Darcy’s chapters:

Darcy’s story was my favorite of the two. She’s written and sold a book she wrote during NaNoWriMo and has high tailed to NYC with her outrageous earnings to live for as long as she can there while rewriting her novel Afterworlds. She’s just graduated high school so is somewhat naïve and a bit of a newbie, but as she lives in NYC, meets authors, falls in love, gets her heartbroken, and rewrites, she grows up. I really enjoyed her character growth and seeing this side of the publishing industry in a book. I have a Master’s degree in Publishing Studies so I’m really interested in this, and I don’t think most people get to see what this side of the books you read looks like. I don’t know too much about the writing side so seeing Darcy’s book evolve throughout was really cool.

I especially enjoyed being able to see things that Darcy and Imogen (another writer) would discuss that would then show up in Darcy’s novel. Seeing Darcy change the novel from conversations she has gave an insight into how writing works, which I liked. I also really liked the romance between Darcy and Imogen, and even though they got together really quickly, I don’t think it felt like instalove. It felt genuine and organic.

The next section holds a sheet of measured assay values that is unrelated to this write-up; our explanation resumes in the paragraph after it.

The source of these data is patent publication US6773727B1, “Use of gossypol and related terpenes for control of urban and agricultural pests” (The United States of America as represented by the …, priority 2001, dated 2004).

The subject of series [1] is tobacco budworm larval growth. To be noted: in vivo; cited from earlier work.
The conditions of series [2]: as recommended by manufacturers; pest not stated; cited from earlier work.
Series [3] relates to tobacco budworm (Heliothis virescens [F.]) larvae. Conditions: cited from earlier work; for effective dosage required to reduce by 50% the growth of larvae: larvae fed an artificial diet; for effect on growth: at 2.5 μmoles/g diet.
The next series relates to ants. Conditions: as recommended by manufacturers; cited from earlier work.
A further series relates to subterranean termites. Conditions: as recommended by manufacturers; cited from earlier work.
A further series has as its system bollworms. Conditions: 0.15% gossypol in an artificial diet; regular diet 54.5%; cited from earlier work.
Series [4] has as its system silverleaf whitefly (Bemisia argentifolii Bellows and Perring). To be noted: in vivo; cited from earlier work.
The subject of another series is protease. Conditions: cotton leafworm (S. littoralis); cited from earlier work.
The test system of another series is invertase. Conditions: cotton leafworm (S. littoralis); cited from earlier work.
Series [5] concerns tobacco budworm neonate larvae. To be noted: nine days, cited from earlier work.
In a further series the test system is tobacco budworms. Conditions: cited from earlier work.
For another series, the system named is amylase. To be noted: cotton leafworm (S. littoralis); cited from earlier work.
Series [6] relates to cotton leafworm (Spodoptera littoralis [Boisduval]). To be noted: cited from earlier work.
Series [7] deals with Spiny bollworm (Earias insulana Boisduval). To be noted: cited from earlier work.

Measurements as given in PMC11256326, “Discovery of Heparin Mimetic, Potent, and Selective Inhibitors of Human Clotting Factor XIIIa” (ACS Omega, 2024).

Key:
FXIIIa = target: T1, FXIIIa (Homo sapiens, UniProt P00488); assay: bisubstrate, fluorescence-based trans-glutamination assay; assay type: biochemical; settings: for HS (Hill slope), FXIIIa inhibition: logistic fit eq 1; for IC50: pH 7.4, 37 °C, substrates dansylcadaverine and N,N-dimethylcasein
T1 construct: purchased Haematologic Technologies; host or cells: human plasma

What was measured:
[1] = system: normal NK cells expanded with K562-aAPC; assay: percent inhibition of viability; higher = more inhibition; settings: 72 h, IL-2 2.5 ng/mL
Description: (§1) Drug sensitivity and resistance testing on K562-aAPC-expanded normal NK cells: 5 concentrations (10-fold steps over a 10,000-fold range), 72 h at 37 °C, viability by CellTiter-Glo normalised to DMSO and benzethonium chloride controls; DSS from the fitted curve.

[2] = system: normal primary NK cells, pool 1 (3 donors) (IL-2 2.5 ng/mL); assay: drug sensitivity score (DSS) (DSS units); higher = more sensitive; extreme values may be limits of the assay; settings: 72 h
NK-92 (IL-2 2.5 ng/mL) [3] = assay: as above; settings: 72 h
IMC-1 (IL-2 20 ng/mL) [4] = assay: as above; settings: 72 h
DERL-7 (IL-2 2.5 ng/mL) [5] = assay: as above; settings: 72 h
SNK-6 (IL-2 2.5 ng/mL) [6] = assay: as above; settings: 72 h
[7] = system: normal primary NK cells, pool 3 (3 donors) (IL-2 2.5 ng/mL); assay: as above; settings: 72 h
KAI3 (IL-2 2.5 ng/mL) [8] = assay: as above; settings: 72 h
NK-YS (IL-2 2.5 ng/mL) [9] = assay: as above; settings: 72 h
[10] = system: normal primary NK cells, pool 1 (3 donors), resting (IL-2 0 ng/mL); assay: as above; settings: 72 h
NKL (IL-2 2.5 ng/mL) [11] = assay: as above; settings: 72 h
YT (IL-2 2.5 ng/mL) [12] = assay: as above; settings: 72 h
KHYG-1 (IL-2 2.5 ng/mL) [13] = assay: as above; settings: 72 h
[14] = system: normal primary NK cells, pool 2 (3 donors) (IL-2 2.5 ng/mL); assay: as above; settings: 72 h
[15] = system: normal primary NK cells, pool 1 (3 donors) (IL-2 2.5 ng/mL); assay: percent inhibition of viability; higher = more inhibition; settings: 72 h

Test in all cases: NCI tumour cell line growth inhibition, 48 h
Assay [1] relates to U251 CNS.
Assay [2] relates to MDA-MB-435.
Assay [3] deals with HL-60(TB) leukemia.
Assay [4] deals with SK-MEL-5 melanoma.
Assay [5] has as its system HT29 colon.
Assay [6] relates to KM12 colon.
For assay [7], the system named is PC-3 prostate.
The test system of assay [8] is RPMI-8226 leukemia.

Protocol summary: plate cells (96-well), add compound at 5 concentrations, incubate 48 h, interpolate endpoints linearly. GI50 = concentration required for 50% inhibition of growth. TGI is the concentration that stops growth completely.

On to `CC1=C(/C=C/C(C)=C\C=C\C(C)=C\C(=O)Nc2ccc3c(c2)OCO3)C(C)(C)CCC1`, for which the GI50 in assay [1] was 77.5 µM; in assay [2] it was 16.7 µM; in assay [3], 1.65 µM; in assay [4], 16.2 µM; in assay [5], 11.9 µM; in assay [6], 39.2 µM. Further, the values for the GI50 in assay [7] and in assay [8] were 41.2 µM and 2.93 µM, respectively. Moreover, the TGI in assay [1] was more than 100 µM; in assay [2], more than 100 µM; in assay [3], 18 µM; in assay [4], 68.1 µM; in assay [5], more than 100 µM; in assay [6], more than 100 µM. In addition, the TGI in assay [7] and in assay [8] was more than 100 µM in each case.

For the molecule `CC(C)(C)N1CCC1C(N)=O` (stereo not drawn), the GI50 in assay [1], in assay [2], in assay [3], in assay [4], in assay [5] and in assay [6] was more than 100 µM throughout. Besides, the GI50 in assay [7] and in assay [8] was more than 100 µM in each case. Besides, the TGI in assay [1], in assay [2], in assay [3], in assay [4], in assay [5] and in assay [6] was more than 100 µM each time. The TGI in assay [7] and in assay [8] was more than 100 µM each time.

Lizzie’s chapters:

Lizzie is the main character in Darcy’s novel Afterworlds, who after surviving a terrorist attack at an airport, finds out that she can now enter the afterworld (or the flipside as she eventually comes to call it), a place that is just like our world but gray and which renders her invisible to the living. When she first entered the afterworld, she was greeted by a boy named Yamaraj, a psychopomp or a guide to the dead. After returning home from the attack, she meets Mindy, her mother’s best friend from childhood who is eleven years old and dead. She was abducted, murdered, and buried in her own backyard, and Lizzie promises to seek revenge as she comes to care for Mindy. I really liked Mindy’s character and how she was both still a child and a little bit grown up. She was still deathly (hehe) afraid of the bad man who’d murdered her and hid in the closet where she felt safe. I won’t give anything away, but what happened later in the novel in regards to her character was fascinating. Very cool idea.